Following a meeting with the Association of Southeast Asian Nations, Kerry responded to comments made by Carter and Dunford by saying that he still has some concerns about whether Russia is really prepared to step up and work with U.S. forces in Syria. That’s why, Kerry said, he didn’t publicly announce any kind of cooperation with Russia.

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“Because we’ve been disappointed in the past,” he said.

Kerry said “a lot of homework” still needs to be completed before either Russia or the U.S. makes any public announcements, but discussions will continue to be held “quietly.” He said he hopes to make a public announcement about a plan by the first week in August.

Source: VoaNews

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Obama, Sharif to talk nukes, but no nuclear deal

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Washington: Amid reports that the US is exploring a deal to limit Pakistan’s nuclear arsenal, White House acknowledged that President Barack Obama will discuss nuclear safety and security with Pakistan Prime Minister Nawaz Sharif.

But a civil nuclear deal like the one with India is unlikely “to come to fruition” when Sharif comes calling to meet Obama next week, his Press Secretary Josh Earnest told reporters here Thursday.

“I would not be overly excited about the prospects of reaching the kind of agreement that is being speculated about publicly,” he said when asked if the US is in fact serious about trying to work out a civilian nuclear deal with Pakistan.

“The expectation that we have is that a deal like the one that’s been discussed publicly is not something that’s likely to come to fruition next week,” Earnest said when pressed about whether Obama and Sharif would talk about it.

“But the United States and Pakistan are regularly engaged in a dialogue about the importance of nuclear security,” he said. “And I would anticipate that dialogue would include conversations between the leaders of our two countries.”

“At this point, the United States has been engaged with Pakistan, as well as the rest of the international community on issues related to nuclear safety and security,” Earnest said.

The spokesman said the US continued “to have confidence that the government of Pakistan is well aware of the range of potential threats to its nuclear arsenal.”

“We continue to be confident that Pakistan has a professional and dedicated security force that understands the importance and the high priority that the world places on nuclear security,” Earnest added.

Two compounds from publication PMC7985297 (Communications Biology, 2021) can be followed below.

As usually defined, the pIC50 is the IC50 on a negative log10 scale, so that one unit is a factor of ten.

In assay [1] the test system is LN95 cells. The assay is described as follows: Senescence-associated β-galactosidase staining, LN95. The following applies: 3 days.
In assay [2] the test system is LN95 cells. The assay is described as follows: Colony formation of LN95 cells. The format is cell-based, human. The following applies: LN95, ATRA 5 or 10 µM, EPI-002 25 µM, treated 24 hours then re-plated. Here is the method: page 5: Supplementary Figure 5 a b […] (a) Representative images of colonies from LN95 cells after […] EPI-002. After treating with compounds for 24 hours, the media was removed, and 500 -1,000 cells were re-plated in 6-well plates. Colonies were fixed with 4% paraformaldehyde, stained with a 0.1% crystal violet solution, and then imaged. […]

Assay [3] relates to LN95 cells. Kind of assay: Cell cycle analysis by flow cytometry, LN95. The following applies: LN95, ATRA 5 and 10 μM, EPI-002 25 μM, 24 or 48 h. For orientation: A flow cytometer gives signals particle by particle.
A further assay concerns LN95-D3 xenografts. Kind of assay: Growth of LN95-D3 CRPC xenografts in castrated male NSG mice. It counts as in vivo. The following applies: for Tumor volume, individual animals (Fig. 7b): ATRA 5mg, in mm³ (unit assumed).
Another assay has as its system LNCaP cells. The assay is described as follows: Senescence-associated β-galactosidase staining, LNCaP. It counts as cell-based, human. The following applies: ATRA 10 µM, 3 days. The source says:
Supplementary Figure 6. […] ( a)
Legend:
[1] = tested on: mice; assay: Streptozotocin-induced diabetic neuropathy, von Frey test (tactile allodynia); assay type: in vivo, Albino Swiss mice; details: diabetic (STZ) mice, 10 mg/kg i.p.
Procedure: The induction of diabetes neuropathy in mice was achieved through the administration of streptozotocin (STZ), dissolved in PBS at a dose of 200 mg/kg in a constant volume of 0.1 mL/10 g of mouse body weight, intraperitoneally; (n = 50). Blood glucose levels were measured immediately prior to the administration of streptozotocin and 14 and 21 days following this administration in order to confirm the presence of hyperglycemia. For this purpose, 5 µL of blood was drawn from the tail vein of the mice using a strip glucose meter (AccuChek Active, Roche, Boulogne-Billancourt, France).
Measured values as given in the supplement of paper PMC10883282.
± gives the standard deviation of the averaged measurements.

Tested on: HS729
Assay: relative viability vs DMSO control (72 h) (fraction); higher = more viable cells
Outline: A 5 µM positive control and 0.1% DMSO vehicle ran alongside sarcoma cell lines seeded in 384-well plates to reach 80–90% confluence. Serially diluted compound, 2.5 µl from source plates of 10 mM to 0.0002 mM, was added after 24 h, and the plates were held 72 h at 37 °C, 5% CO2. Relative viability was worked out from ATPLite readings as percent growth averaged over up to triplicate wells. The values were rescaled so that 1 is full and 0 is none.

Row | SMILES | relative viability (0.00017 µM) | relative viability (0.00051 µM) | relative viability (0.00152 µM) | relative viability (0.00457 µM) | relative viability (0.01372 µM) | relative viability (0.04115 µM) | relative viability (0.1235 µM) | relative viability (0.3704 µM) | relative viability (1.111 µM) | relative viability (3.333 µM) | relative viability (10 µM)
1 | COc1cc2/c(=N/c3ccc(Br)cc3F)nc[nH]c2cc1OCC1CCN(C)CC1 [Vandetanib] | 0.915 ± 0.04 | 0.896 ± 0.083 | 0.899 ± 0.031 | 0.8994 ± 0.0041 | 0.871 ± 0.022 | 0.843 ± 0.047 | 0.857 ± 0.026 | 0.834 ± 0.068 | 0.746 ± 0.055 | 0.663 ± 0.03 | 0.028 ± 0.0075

Earlier, the New York Times reported Thursday that the Obama administration is exploring a deal to limit the scope of Pakistan’s nuclear arsenal, but Islamabad was not ready to curb a programme that it regards as its only real defence against India.

The talks being held ahead of Sharif’s arrival “focus on American concern that Pakistan might be on the verge of deploying a small tactical nuclear weapon that would be far harder to secure than the country’s arsenal of larger weapons,” it said.

The discussions, they said, are being led by Peter R Lavoy, a longtime intelligence expert on the Pakistani programme who is now on the staff of the National Security Council.

The central element of the proposal, according to officials and outside experts cited by the Times, would be a relaxation of the strict controls imposed on Pakistan by the Nuclear Suppliers Group.

The Times said Pakistani officials have demanded an India-like nuclear deal that splits India’s nuclear infrastructure into a civilian programme that is under international inspection, and a military programme that is not.

“That does not appear to be on the table,” it said. “Instead, the United States is exploring ways to relax restrictions on nuclear-related technology to Pakistan, perhaps with a long-term goal of allowing the country to join the NSG.”

David Ignatius, a columnist for The Washington Post, first disclosed the exploratory talks in a column last week.

In a sharp reaction to the report, India then said Islamabad’s track record on proliferation should be taken into account in reaching a nuclear deal with Pakistan.

“All I would say is whosoever is examining that particular dossier should be well aware of Pakistan’s track record in the area of proliferation,” external affairs ministry spokesperson Vikas Swarup then said.

(By Arun Kumar, IANS)